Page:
Brussels on strike: Rich city, poor citizens
By Bleri Lleshi
Brussels is the second richest region in Europe. It has been in the top three for decades now. But right now 34 percent of its population is living in poverty. The unemployment figure is around 20 percent, 30 percent for youth and even up to 50 percent in some areas.
This is exacerbated by the fact that Brussels has the most imbalanced labour market in Europe.
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There are jobs for those with university degrees, but a great majority of Brussels natives do not hold such degrees.
At least a quarter of Brussels' youth leaves secondary education without a degree. There are a staggering 112 candidates per vacancy for low-skill positions, while our politicians tell us that there are plenty of jobs but people are lazy.
Another alarming figure is the fact that at this very moment thousands of children in Brussels are not receiving an education because there is a shortage of schools and teachers.
This is a violation of basic international and constitutional rights, yet Belgian politics is blind to it. Perhaps simply because the huge majority of these kids have a migrant background.
For immigrants, Belgium is the worst country in Europe in terms of equal opportunities. According to recent research from Organisation for Security and Co-operation in Europe (OSCE), no other country has less immigrants active on the labour market.
There are two reasons for this OSCE says: racism and discrimination on the one hand, and inequality within education system on the other.
The Organisation for Economic Co-operation and Development (OECD) says Belgium has the highest inequality in the education system in the Western world. The victims of this system are migrant youth and those coming from lower classes.
Although these are dramatic figures, it is necessary to look beyond the numbers and realise that these are human beings who are in a terrible situation and have an even worse future ahead of them.
Protests against austerity
Belgium right wing government, in place for two months, has introduced enormous austerity measures - billions of euros of cuts to the health system, education, assistance for the unemployed. A serious attack on the welfare state. The government has asked people to work harder and longer while there are no jobs.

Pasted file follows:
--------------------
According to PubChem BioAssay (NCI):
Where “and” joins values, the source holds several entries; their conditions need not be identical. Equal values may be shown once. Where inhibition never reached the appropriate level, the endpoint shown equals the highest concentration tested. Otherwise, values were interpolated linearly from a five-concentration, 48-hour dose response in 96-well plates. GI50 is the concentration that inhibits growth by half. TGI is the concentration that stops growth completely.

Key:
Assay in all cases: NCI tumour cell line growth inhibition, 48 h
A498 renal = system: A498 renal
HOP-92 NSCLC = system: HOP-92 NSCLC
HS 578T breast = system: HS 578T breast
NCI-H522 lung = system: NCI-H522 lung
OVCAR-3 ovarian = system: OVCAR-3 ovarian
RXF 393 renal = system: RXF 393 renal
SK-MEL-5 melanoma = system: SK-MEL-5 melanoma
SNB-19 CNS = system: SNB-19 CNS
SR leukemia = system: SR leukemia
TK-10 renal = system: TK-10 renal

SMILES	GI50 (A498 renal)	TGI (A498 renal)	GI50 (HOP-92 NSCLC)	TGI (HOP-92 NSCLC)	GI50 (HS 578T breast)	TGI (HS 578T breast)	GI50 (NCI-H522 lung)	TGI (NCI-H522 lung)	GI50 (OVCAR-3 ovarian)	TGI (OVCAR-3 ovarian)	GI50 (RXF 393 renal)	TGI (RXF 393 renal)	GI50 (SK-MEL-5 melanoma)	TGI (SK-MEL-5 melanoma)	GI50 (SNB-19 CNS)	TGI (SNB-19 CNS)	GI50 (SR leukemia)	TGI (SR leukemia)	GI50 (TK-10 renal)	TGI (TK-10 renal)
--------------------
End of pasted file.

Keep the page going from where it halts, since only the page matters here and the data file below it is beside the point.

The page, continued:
We have seen similar policies all over Europe and by now we know they have one thing in common: they all have failed, from Greece to the UK.
In Greece, the country that faced the harshest austerity measures in Europe, according figures from the Greek government, such measures have left the average Greek 40 percent poorer.
At the same time the top rich got 20 percent richer. Yes, austerity works, but only for the rich.
Belgian politicians are defending the austerity measures arguing "there is no alternative". However unions and civil organisations have come with viable alternatives.
First, instead of austerity they ask for investments. David Stuckler (Oxford University) and Sanjay Basu (Stanford University) have shown that an investment of 1 dollar in health services has an economic return of 3 dollars. The same figures, but in euros, are presented on investments in culture in Belgium.
Secondly, Belgium is internationally known as a fiscal paradise.
Multinationals pay few or no taxes while making billions of euros of profit. Unions and left-wing political parties are asking for a tax on capital, which does not exist in Belgium. The revenues of this tax would be around €8 billion. A survey this week showed that 85 percent of Belgians support a tax on capital.
Given these circumstances, Belgians are not ready to accept austerity measures - last month was a month of protests.
On 6 November more than 120,000 took to the streets in Brussels. It was one of the biggest protests in decades. On Monday (15 December) the unions have called for a general strike. This is the first general strike since 1993 and is expected to be one of the biggest general strikes in Belgian history.
The unions are supported by a growing group of civil society organisations which oppose the austerity measures through grassroots democratic actions.
Moreover students and even pupils from schools joined the protests last month and will strike again on 15 December
The widespread protests, the public support for tax on capital and the solidarity among unions, civil society, students and citizens show that Belgium is refusing to follow the failed example of austerity and is setting an example of resistance for the rest of Europe.
Bleri Lleshi is a political philosopher and author living in Belgium